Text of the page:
Here’s a trend you’ve probably noticed this campaign season: the more Elizabeth Warren has climbed in the polls, the more her personality has come under attack. Joe Biden says she’s “angry” and has an “elitist attitude.” Pete Buttigieg and Amy Klobuchar suggest she isn’t being transparent and honest about the costs of her policy proposals. None of these critiques have it quite right. She does have a problem, to be sure, but it’s not what her opponents are saying.
First, let’s look at the misguided attacks. They say Warren is angry and divisive. But she’s really not particularly angry. Biden and Bernie shout way more than she does. She’s downright chirpy compared to Bernie. She’s actually pretty upbeat.
They say she’s doctrinaire or uncompromising. But every single candidate makes a point about how they’re going to fight like hell for this or that. She may be further to the left, but don’t all the candidates argue just as forcefully for their positions as she does?
They say she’s polarizing. I suppose her policies may be, considering she’s pushing ideas that split the electorate, such as a single-payer healthcare system and free college. But every other candidate has their own windmills to tilt at, too. And every candidate attacks something or someone.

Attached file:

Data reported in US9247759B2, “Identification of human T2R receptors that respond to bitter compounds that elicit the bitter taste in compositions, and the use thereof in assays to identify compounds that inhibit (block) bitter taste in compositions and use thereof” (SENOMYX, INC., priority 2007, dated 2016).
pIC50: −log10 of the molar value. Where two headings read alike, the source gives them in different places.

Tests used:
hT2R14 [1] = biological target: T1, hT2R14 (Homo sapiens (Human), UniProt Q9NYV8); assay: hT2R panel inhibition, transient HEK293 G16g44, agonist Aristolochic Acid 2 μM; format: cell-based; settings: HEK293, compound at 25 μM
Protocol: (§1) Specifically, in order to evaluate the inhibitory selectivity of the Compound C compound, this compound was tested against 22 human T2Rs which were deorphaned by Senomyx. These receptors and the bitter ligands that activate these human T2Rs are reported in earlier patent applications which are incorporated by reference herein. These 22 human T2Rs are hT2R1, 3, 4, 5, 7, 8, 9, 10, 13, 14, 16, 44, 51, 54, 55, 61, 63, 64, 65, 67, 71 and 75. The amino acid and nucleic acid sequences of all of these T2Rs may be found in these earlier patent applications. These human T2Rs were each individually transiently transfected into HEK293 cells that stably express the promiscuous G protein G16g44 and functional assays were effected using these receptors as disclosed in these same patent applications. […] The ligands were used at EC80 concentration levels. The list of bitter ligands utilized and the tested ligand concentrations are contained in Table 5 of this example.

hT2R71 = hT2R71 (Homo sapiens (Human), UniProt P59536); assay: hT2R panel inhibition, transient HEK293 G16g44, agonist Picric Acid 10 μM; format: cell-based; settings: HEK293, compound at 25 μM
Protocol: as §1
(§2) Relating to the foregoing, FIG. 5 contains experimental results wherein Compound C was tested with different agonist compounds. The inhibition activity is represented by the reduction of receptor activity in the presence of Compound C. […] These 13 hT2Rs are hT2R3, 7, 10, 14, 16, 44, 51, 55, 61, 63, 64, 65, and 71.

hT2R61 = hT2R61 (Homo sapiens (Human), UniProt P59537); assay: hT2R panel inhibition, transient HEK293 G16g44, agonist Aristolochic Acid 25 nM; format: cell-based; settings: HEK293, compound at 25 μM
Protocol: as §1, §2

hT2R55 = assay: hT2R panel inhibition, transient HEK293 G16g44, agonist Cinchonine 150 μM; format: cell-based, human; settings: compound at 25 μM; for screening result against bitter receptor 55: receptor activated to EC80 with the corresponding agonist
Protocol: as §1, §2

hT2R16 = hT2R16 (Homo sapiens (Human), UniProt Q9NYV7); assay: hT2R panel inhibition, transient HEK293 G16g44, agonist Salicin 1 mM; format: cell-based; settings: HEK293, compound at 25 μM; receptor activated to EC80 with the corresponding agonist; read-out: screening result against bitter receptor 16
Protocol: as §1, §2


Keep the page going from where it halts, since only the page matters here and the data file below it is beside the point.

They said she’s elitist. That’s a cheap shot. Her policies certainly aren’t—if anything, she’s a working-class champion—‚and she has one of the humblest upbringings of any candidate.
What gnaws at me is a characteristic she shares with Bernie Sanders: she almost immediately goes toward questioning the MOTIVATIONS of those who disagree with her.
If you disagree with her, it’s because you don’t have the courage to fight off the powerful interests. Or you’re not a good Democrat.
Relatedly, there’s a whiff of contempt toward her opponents. I’m thinking of that joke she made about how a male opponent of gay marriage couldn’t get a wife or girlfriend.
In the long run, she will indeed alienate large numbers of people if she casts anyone who disagrees with her as corrupt or immoral. And those people will turn against her hard.
Warren has many strengths as a candidate. In fact, she’s probably the best in the field in terms of raw political skill and the ability to explain complex policies in a clear, compelling way. Perhaps her personality flaw won’t matter, but it does strike me as one of her two major downsides. The other is her squandering of the Democratic advantage on health care by endorsing Medicare for All—likely just to win over Bernie voters in the primary.
But calling her “angry” or “unlikeable” misses the mark (and it may well be sexist). Her problem is that she assumes that anyone who disagrees with her is driven by the darkest motives.